Book Review: UnAmerican Activities

UnAmerican Activities, by James Miller, is a collection of ten interlinked short stories set in contemporary America. They tell of drug users and porn stars, college kids and religious fanatics, vampires and republicans. The dark, beating heart of the book explores the ingrained beliefs that drive so many to behave irrationally. Despite the perversions depicted the stories are somehow highly entertaining. It was an unexpected delight to find this such a captivating read.

The book opens with an ‘UnPrologue’ which explains the origins of the stories that follow. It sets the tone and is a story in itself. The reader is then introduced to the first of a cast of characters who will appear intermittently throughout the collection. Each story stands alone but it is the wider plot arc that kept me so engaged.

The first, Eat My Face, is a tale of drug users and gun toting criminals. Their backstories may garner a degree of sympathy but they do little to help themselves with the choices they make. High on meth, crack and alcohol they stoke their paranoias, sharing stories of vampires invading the higher echelons of influence, decrying those they blame for the sorry state of the world as they perceive it to be.

“Usurping the white man’s power. Taking our place. Overturning the order.”

Hope’s End takes an ex-pat Professor of Ancient American Cultures at Cornell on a road trip alongside a young student with whom he is having an affair. In Iowa they are arrested for indecency, thus preventing the academic from reaching his destination, an archaeological discovery in Dakota where a strange sickness is afflicting those involved in the dig. There are strange goings on at both locations, a pastiche of Midwestern American values and beliefs.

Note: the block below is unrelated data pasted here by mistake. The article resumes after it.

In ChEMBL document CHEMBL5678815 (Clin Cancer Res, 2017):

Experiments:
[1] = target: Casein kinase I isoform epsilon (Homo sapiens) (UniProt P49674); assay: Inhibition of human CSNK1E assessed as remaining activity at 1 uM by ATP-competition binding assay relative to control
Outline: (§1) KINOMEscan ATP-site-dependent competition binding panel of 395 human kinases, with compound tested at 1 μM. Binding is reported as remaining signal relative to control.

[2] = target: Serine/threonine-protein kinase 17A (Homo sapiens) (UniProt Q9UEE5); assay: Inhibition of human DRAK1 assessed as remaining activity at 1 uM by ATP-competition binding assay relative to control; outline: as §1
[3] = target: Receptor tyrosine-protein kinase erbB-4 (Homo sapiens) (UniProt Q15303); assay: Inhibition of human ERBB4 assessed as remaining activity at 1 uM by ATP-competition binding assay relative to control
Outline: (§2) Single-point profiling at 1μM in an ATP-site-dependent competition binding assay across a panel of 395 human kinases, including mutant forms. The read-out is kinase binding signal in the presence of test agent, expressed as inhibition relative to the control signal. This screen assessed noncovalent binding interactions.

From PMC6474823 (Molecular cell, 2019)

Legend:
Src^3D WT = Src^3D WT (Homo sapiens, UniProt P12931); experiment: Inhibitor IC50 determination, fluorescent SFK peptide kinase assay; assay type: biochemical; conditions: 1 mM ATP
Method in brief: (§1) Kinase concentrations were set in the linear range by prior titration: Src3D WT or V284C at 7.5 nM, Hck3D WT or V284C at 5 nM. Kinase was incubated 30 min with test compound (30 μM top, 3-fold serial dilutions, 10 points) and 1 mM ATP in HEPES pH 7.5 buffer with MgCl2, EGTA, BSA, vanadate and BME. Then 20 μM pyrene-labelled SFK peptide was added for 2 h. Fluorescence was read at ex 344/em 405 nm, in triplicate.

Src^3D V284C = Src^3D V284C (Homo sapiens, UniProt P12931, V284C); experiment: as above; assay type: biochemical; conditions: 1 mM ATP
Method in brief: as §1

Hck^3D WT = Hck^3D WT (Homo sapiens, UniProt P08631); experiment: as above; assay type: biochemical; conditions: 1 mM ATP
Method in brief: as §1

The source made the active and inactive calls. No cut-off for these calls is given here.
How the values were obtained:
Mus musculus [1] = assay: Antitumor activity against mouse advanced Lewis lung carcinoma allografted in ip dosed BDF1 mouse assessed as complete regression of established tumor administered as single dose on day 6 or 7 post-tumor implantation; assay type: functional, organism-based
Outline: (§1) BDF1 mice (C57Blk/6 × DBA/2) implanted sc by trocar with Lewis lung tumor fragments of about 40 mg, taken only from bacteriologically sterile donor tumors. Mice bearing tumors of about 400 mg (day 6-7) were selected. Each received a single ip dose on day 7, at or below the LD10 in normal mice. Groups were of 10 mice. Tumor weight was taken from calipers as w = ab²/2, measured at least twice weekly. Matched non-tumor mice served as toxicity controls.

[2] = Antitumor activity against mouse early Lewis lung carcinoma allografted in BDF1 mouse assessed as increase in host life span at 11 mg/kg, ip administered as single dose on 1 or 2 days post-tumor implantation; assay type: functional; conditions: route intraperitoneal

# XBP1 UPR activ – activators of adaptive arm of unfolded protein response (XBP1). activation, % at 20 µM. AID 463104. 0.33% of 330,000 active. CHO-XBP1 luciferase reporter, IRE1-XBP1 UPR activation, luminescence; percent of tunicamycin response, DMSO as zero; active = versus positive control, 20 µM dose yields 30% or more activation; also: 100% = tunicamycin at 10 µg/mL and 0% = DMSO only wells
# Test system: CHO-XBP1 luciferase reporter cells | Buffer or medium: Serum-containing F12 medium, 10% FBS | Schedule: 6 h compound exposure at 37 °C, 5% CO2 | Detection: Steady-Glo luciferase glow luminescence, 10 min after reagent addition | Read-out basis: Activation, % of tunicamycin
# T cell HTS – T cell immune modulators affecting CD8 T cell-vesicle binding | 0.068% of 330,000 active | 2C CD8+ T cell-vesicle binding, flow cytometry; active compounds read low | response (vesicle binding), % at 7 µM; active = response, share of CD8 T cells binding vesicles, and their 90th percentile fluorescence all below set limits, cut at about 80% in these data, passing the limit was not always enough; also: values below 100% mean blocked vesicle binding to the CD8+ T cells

Exploding Zombie Cock completes the trio of introductory stories. It is set among wealthy students in New York playing host to a marine due to leave for a tour of Afghanistan and looking for a good time before he faces life threatening combat. When the protagonist’s ex-girlfriend shows interest in the personable young soldier jealousy rears its head. A potion from a witchdoctor in Haiti that has been gathering dust in a cupboard is deployed, with unexpected effects.

Pour Out The Vials introduces a family of religious extremists who believe the goings on in Dakota signify the coming of Armageddon. This is not the first time they have seen such signs and their teenage daughter has grown inured to the prophecies her mother makes through an alcoholic haze. With her father at church and her mother in a stupor she watches videos posted on a cultish blog, of strange happenings that are not explained.

The Kiss Of The Nephilim brings a vampire into the cast of characters. After everything that has gone before this makes sense, bringing to the fore the dark humour of these tales. The fantastical beings and events appear no more ridiculous than the recognisable actions and prejudices of the more everyday population. Behaviours are disturbingly familiar.

With five stories remaining there are still plenty of characters to get to know: a bounty hunter with a sideline in vampire slaying; an internet porn star convinced she can retain ownership of her body; a hellfire preacher decrying the wider population’s fake churches, determined to drive these false Christians back to what he considers righteous ways, by whatever means.

The final story offers a humorous dig at the author’s own circle and neatly rounds up what has been a clever, incendiary, ludicrous in places but always entertaining wider tale. There is an UnEpilogue which confirms that this was never meant to be of a work of fiction in the style taught in creative writing workshops.

“there’s no clear trajectory from beginning through middle to crisis and then on to acute crisis – you know, the moment in the story when all seems lost and from where things go on to climax and resolution, the five acts”

It is undoubtedly stronger for its originality, clever without being clever for its own sake.

This is a rollicking ride through the hinterlands of America – I suspect the author loves the country whilst recognising its many hypocrisies and failures. As a work of literature it is impressive in its lightly presented depth. A subversive, deliciously indecorous, gratifying read.

UnAmerican Activities is published by Dodo Ink.


Book Review: You Should Come With Me Now